Plagiarism has been around far longer than any online class, and the obstacles in combating it are not so different in an online setting. Brick-and-mortar schools have used technology to weed out plagiarism for years now, and online course providers have followed suit. For example, 2U, which partners with several leading universities to provide masters degrees, uses TurnItIn to monitor student work. But others have learned the hard way. After dozens of plagiarism incidents were reported on its platform last summer, Coursera said it was considering implementing plagiarism technology software. TurnItIn is the most widely used program — it received more than 60 million submissions last year — but there are other similar services, including PlagiarismDetect and Viper.

Claire Perlman

Claire Perlman is a senior at UC Berkeley who covers Technapex's higher education beat. She is majoring in English literature and worked at her college’s student newspaper, The Daily Californian, for two years as a science reporter and news editor. She is currently working at UC Berkeley’s Mark Twain Project transcribing Twain’s letters and unpublished manuscripts.

More Posts

About Claire Perlman

Claire Perlman is a senior at UC Berkeley who covers Technapex's higher education beat. She is majoring in English literature and worked at her college’s student newspaper, The Daily Californian, for two years as a science reporter and news editor. She is currently working at UC Berkeley’s Mark Twain Project transcribing Twain’s letters and unpublished manuscripts.
  • http://twitter.com/navigateHighEd Uncharted Waters

    When the MOOC hype dies down – hopefully soon – we’ll focus our energies on solving some of the challenges of providing legitimate, secure, accessible, flexible learning opportunities to as many people as we can. Great to see these companies emerging and focused on solving some thorny issues…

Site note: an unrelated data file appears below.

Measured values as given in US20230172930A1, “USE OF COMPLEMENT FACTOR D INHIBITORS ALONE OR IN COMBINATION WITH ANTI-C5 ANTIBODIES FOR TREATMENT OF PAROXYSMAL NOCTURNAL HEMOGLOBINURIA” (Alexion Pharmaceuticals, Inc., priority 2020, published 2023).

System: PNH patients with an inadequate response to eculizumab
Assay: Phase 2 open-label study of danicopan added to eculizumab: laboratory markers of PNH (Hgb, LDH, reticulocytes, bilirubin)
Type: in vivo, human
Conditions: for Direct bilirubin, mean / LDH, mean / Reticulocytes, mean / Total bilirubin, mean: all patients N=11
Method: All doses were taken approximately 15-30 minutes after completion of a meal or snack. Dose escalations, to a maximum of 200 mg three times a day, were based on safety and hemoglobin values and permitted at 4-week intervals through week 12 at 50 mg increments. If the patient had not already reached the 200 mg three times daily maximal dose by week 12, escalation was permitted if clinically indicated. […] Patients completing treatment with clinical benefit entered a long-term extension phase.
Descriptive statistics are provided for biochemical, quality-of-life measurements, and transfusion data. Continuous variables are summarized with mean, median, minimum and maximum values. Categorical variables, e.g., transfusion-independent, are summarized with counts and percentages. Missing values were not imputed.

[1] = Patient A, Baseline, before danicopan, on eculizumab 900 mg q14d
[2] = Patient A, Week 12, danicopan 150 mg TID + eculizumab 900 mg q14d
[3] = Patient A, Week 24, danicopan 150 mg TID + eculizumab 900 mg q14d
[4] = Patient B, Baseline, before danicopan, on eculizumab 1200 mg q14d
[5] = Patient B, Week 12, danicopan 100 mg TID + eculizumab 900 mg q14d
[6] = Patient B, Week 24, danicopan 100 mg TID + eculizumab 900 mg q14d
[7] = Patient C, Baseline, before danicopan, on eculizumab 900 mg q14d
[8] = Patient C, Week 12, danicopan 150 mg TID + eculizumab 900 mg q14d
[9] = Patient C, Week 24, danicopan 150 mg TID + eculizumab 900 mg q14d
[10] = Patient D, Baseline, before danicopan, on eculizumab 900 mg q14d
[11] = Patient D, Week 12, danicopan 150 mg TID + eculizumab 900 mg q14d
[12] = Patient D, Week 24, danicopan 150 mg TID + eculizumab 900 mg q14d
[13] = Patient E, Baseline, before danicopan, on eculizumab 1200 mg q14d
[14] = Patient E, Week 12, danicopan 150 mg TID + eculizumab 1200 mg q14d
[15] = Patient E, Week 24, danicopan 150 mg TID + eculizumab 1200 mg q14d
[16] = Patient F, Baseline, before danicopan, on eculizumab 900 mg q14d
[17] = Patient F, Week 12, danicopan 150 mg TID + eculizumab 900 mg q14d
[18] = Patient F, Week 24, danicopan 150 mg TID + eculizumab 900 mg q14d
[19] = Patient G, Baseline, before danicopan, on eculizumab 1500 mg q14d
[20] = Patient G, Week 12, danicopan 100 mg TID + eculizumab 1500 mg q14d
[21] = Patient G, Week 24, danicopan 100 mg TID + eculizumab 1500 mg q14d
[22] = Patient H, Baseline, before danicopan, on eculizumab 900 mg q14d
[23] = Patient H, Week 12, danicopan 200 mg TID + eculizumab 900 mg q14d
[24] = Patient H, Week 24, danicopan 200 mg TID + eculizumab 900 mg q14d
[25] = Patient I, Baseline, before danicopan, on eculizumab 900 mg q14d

• Cameron Nichol

    You can’t take the cheating out of online learning unless you control the room, and the technology, and ensure they don’t take any additional items into the room. That means you need to use an approved space and have a breathing person on site to manage the invigilation process.
    This means is a testing centre.
    If you’re considering anything else you’re just kidding yourself.

  • DrPeril

    All of these could be circumvented with a silent iPhone running a chat program placed neatly behind the minitor & web cam. The only way to take the cheating out of online ed is to embrace the technologies and research tools that students will use in the real world — where it’s not called cheating, it’s called collaboration, research or being a “team player”.

  • http://twitter.com/IOEDU InnovationsOnlineEdu

    Part of the conversation should include a distinction between synchronous online instruction and asynchronous online courses. Cheating by identity theft is harder to accomplish in a virtual classroom where students and instructor log on in real time to engage in critical discourse. New assessments for 21st century learners who have access to e-resources should be generated. Students should have open access to resources on exams: exams should test synthesis of these resources and critical thinking skills. Instructors have to re-visit assessment in the 21st century and that is a good outcome of this issue: promoting higher level thinking skills in our students.